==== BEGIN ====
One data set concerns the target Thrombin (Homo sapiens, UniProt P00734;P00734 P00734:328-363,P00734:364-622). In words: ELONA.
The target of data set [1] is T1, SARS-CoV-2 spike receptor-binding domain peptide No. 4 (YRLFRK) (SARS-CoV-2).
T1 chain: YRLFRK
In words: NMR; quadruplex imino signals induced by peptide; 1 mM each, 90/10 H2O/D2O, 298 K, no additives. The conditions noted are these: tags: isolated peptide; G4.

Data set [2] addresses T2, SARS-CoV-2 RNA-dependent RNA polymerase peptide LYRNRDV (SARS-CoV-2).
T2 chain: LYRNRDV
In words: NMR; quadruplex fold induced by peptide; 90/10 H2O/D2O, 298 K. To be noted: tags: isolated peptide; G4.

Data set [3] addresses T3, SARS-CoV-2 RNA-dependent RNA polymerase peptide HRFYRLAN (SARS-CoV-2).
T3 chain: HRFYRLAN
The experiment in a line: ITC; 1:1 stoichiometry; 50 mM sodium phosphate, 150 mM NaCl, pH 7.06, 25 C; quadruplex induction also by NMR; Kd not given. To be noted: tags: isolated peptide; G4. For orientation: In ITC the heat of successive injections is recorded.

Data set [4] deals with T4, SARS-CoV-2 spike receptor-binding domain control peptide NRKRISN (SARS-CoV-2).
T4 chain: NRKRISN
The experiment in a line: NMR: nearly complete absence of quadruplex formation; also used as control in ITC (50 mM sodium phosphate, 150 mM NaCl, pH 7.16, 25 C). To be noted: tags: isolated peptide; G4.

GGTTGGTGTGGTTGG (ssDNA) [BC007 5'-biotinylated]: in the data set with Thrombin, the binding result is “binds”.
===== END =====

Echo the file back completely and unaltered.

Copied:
One data set concerns the target Thrombin (Homo sapiens, UniProt P00734;P00734 P00734:328-363,P00734:364-622). In words: ELONA.
The target of data set [1] is T1, SARS-CoV-2 spike receptor-binding domain peptide No. 4 (YRLFRK) (SARS-CoV-2).
T1 chain: YRLFRK
In words: NMR; quadruplex imino signals induced by peptide; 1 mM each, 90/10 H2O/D2O, 298 K, no additives. The conditions noted are these: tags: isolated peptide; G4.

Data set [2] addresses T2, SARS-CoV-2 RNA-dependent RNA polymerase peptide LYRNRDV (SARS-CoV-2).
T2 chain: LYRNRDV
In words: NMR; quadruplex fold induced by peptide; 90/10 H2O/D2O, 298 K. To be noted: tags: isolated peptide; G4.

Data set [3] addresses T3, SARS-CoV-2 RNA-dependent RNA polymerase peptide HRFYRLAN (SARS-CoV-2).
T3 chain: HRFYRLAN
The experiment in a line: ITC; 1:1 stoichiometry; 50 mM sodium phosphate, 150 mM NaCl, pH 7.06, 25 C; quadruplex induction also by NMR; Kd not given. To be noted: tags: isolated peptide; G4. For orientation: In ITC the heat of successive injections is recorded.

Data set [4] deals with T4, SARS-CoV-2 spike receptor-binding domain control peptide NRKRISN (SARS-CoV-2).
T4 chain: NRKRISN
The experiment in a line: NMR: nearly complete absence of quadruplex formation; also used as control in ITC (50 mM sodium phosphate, 150 mM NaCl, pH 7.16, 25 C). To be noted: tags: isolated peptide; G4.

GGTTGGTGTGGTTGG (ssDNA) [BC007 5'-biotinylated]: in the data set with Thrombin, the binding result is “binds”.